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Lokvani talks to Nishith Acharya, CEO of Youth Tech Entrepreneurs

Ranjani Saigal
02/09/2004

Nishith Acharya is the CEO of Youth Tech Entrepreneurs. Prior to joining YTE, Nishith Acharya served as President of the Network of Indian and South Asian Professionals, a national organization representing 50,000 young professionals across North America. During his time at NetSAP, Nishith was able to grow the Boston organization by 300% and develop relationships with many of the top leaders and organizations in the Boston area.

Nishith also spent five years as a Presidential Appointee in the Clinton Administration, where he was the youngest South Asian to be appointed by an American President and among the first appointments made by the White House for the second term. Nishith worked with the Under Secretary of State for the US Agency for International Development, managing communications and outreach for USAID programs in Africa, Latin America, the Middle East and Asia, as well as an initiative to utilize the Internet to improve international disaster assistance. Prior to that, Nishith worked for Education Secretary Richard Riley on literacy programs and in the White House Advance office. He was also appointed to the Massachusetts Governor's Advisory Commission on Immigrants and Refugees during Governor William Weld' s Administration. He is currently an elected member of the Democratic State Committee .

Nishith has a Master's in Public Administration from George Washington University and a BS in Political Science from Northeastern University.

Lokvani: Could you tell us more about YTE?

Acharya: It stands for Youth Tech Entrepreneurs. It is a technology and entrepreneurship non-profit that manages several programs in high schools across New England and California . This organization was born during the 90’s boom when schools felt the need to foster technology and entrepreneurial skills in high school students particularly for minority students. YTE develops student leaders who use their academic, technology and business skills to build stronger communities.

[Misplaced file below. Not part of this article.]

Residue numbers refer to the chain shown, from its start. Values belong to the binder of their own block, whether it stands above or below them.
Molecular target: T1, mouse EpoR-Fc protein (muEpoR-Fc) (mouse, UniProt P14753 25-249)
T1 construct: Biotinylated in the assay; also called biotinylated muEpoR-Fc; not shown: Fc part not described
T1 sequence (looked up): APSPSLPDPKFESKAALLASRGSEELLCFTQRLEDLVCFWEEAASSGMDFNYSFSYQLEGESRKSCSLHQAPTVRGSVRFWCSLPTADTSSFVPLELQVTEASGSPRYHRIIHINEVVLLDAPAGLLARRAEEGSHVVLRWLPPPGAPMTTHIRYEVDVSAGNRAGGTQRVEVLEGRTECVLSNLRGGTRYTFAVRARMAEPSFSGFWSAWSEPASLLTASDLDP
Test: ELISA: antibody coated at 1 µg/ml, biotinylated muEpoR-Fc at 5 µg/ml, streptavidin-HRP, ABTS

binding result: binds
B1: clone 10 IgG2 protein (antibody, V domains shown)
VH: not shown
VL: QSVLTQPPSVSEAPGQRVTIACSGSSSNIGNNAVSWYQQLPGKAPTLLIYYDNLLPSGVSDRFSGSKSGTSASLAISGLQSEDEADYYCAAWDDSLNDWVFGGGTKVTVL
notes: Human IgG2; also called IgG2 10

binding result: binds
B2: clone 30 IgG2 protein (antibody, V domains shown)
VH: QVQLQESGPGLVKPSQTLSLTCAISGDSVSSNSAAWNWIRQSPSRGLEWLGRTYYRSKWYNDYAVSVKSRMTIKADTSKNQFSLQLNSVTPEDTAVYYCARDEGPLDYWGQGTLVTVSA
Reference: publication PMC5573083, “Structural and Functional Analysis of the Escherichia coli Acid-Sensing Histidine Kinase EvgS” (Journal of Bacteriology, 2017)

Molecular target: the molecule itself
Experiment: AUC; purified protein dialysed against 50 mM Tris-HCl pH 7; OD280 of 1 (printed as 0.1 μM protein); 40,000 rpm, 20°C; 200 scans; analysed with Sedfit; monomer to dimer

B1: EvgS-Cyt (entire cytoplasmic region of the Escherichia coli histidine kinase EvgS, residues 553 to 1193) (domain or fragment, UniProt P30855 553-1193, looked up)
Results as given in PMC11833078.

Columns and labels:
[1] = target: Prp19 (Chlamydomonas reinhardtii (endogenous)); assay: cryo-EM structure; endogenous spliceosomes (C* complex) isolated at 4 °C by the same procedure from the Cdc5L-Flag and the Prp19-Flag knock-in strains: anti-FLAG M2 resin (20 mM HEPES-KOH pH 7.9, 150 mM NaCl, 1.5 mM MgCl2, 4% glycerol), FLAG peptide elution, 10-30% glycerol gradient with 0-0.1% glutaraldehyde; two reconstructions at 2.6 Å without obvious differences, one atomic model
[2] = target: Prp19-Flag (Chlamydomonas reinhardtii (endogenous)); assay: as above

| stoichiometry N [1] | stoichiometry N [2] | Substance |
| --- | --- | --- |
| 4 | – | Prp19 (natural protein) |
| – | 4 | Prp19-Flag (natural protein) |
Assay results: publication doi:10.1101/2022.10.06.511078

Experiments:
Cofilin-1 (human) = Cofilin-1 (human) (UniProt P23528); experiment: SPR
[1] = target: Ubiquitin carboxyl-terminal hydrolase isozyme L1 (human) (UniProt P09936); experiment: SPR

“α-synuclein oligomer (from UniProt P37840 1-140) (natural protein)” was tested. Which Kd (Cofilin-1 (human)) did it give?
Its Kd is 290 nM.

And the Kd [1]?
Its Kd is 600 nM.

YTE provides schools and communities with an innovative, curriculum and a project-based approach that equips diverse students with the professional, technical and leadership skills to succeed in tomorrow’s economy. YTE’s coursework, service projects, programs and competitions enable students to identify and address local needs through technology. It has been in existence for five years.

Lokvani: As the CEO of this organization what is your vision YTE?

Acharya: YTE was founded at the time of the Internet boom. Computers and Internet was its primary focus. But I have shifted the focus of this organization away from purely computers and Internet training to technology based problem solving.. The focus of the program is not just to learn Java or Web Design but rather to help students identify problems and select appropriate technology based solution.

Lokvani: What is the matrix for evaluating success on an individual level and at the programmatic level?

Acharya:

  • On the individual level, students are graded based on successful project completion and client satisfaction.
  • On a programmatic level we have been doing several statistical studies to evaluate its success. 75+ school systems have YTE innovative curriculum which is an indication that the teachers in schools feel this is valuable. 98% of YTE's graduates have gone on to college;; over 82% of those students are studying computer science, engineering, and entrepreneurship This is a great achievement. The program has particularly proved very positive for students who don’t succeed in traditional classrooms, or immigrant students who are just learning English.

Lokvani: You do not have a degree in technology and yet you are very passionate about this cause. Why?

Acharya: In 1995 I served in the Clinton Administration as a Presidential Appointee. As part of my duties, I managed public affairs for the Under Secretary of State/USAID and Deputy Administrator of USAID. Responsibilities involved conveying policy with Congress, media and international agencies. It was the time when Internet was becoming very popular. As I learnt more about this technology, I realized the great potential technology had in solving problems. I developed and implemented a strategy to utilize the Internet for international disaster relief efforts.